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College-classroomThe federal government and the state of Florida have filed a civil complaint under the False Claims Act, intervening in a relator’s case against FastTrain College (“FastTrain”). The now defunct Miami-based for profit chain of schools allegedly submitted fraudulent documents to the U.S. Department of Education on behalf of students in order to gain access to federal financial aid programs. The conduct allegedly occurred from at least January 1, 2009 through June 22, 2012 when the schools were closed. Over this period, the school and its students received $4.34 million in student loans and $2.2 million in federal Pell Grants. In October, the school, its owner, and three other employees were charged in a 15-count indictment for conspiring to steal government money. Continue reading

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Doctor-with-ChecklistThe U.S. Department of Justice announced today that North Atlantic Medical Services Inc. (“NAMS”), doing business as Regional Home Care Inc., has agreed to pay $852,378 to settle the allegations of two relators realtor’s that it had violated the federal False Claims Act and the Massachusetts False Claims Act by submitting claims to Medicare and Medicaid for respiratory therapy services provided by unlicensed personnel. From September 2010 through January 2013, NAMS had allegedly used unlicensed employees to set up and provide instructions for sleep apnea masks and oxygen therapy equipment for patients in Massachusetts, even after the state’s Department of Public Health informed the company that the practice was illegal. NAMS is a Massachusetts-based medical device company that provides equipment and services for the treatment of respiratory ailments, such as oxygen deficiency and sleep apnea. Continue reading

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Hospital_billingOn Tuesday, the state of Nevada and the federal government announced that they had elected to intervene in a complaint filed by two relators under the False Claims Act against Creekside Hospice II LLC (“Creekside”) that alleges that it aggressively lured non-terminally ill patients into its care in order to fraudulently seek reimbursement from Medicare and Medicaid since at least 2010. Creekside allegedly paid bonuses to employees who sold its inpatient services to people who did not have the requisite prognoses of six months or less to live and falsified patient medical records accordingly. The hospice received $66.56 million in payments from Medicare between April 2010 and March 2013, and an additional $4.73 million from the Nevada Medicaid program throughout the same period. Creekside’s hospice operations are primarily financed through the receipt of Medicare and Medicaid dollars, with approximately 90% of its revenue is derived from government health care programs. Continue reading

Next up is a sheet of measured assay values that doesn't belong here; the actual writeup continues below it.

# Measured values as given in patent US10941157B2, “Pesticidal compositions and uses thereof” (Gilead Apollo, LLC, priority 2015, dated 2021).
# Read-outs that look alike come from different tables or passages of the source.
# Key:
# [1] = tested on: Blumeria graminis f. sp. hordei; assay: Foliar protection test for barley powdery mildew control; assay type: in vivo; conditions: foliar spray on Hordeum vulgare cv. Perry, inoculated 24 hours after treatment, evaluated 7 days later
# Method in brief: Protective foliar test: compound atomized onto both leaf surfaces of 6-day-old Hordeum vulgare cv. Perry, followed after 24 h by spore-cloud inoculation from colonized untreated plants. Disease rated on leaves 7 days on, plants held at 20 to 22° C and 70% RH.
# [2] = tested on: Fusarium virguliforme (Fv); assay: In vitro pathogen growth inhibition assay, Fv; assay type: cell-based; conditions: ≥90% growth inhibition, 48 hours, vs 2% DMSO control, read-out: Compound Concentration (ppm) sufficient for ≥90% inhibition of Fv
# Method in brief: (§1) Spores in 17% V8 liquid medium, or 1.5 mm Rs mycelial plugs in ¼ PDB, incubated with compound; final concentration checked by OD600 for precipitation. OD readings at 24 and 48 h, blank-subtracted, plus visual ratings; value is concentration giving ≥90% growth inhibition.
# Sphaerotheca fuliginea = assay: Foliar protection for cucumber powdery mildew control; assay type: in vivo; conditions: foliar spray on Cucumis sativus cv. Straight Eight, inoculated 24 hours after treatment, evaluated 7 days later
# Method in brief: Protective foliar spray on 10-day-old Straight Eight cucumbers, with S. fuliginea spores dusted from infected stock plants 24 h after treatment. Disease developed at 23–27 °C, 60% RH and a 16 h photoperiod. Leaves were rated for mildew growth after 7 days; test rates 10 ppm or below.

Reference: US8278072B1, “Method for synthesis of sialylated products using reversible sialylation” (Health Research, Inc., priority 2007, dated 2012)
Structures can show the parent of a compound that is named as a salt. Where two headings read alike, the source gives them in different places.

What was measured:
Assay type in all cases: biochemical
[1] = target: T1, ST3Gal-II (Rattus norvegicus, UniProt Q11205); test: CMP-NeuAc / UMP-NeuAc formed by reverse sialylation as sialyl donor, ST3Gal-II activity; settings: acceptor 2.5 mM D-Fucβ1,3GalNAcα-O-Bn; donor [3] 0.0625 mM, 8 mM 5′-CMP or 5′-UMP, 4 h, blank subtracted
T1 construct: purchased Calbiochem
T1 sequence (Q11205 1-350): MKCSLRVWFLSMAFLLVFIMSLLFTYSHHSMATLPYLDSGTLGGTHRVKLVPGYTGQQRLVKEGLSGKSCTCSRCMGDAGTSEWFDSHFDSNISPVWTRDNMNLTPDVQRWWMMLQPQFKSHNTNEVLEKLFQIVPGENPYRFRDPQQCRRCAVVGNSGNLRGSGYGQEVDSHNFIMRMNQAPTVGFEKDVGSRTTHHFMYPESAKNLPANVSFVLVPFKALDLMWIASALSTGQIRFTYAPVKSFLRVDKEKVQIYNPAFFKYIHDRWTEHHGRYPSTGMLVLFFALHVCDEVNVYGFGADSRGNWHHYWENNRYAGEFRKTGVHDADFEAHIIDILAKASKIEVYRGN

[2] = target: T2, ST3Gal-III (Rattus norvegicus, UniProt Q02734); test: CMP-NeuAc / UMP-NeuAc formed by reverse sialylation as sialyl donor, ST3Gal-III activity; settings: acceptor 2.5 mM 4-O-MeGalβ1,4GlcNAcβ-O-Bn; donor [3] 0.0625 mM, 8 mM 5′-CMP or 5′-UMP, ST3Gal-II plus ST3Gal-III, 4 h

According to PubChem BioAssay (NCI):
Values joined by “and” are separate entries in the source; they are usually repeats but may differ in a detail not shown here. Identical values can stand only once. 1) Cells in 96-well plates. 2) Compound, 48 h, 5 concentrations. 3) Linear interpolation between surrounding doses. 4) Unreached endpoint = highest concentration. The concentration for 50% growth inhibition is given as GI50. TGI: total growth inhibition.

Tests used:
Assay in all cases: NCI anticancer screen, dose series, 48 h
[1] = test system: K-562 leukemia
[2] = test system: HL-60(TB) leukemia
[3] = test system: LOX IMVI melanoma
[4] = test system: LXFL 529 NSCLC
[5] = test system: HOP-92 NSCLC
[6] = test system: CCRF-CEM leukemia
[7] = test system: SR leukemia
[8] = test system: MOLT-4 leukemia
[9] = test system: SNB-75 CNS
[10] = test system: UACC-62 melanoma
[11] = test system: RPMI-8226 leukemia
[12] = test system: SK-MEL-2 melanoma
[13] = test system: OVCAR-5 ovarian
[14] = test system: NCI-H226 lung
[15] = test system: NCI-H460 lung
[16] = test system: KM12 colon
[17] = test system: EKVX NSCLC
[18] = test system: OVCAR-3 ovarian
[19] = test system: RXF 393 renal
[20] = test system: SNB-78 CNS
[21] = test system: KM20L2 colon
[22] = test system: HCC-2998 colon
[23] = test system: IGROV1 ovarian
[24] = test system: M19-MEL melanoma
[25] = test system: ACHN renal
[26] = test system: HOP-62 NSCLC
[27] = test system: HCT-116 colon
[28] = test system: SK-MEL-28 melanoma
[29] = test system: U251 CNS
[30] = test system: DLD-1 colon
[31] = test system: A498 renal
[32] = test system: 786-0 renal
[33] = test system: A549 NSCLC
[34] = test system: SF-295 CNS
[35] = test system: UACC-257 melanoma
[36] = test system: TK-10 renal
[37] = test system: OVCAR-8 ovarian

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EarthNew York-based Sevenson Environmental Services Inc. (“Sevenson”), an environmental remediation firm, has agreed to pay $2.7 million to settle allegations of kickbacks, bid-rigging, and rate inflations in connection with its contracts with the Environmental Protection Agency (“EPA”). The alleged violations of the False Claims Act more specifically stem from the prime contractor’s responsibility to clean up of the Federal Creosote Superfund Site in Manville, New Jersey. The EPA is an agency of the federal government created for the purpose of protecting human health and the environment by writing and enforcing regulations based on laws passed by Congress. The agency also conducts environmental assessment, research, and education and is responsible for maintaining and enforcing national environmental standards. The settlement resolves allegations that Sevenson solicited and accepted kickbacks in exchange for the award of subcontracts, that it conspired with the subcontractors to pass the majority of those kickbacks onto the EPA, and that it conspired with one subcontractor to pass onto the EPA additional inflated charges for soil disposal.  Continue reading

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Department-of-Justice-200x300 3The U.S. Department of Justice announced today that it has recovered a record $5.69 billion in settlements and judgments from civil cases involving fraud and false claims against the government during the 2014 fiscal year, ending September 30. Historically, this is the first time the department has exceeded $5 billion in recoveries for cases brought under the False Claims Act, and brings total recoveries over the past five years to $22.75 billion. This total accounts for more than half of all recoveries since Congress amended the False Claims Act 28 years ago in order to strengthen the statute and increase the incentives for whistleblowers to file suit. Most false claims actions are filed under the statute’s qui tam provisions that allow individuals (known as whistleblowers or relators) to file suits on behalf of the government alleging fraud. The number of qui tam suits filed in fiscal year 2014 exceeded 700 for the second year in a row with whistleblowers receiving $435 million in rewards from the $3 billion recovered in cases that they initiated. Continue reading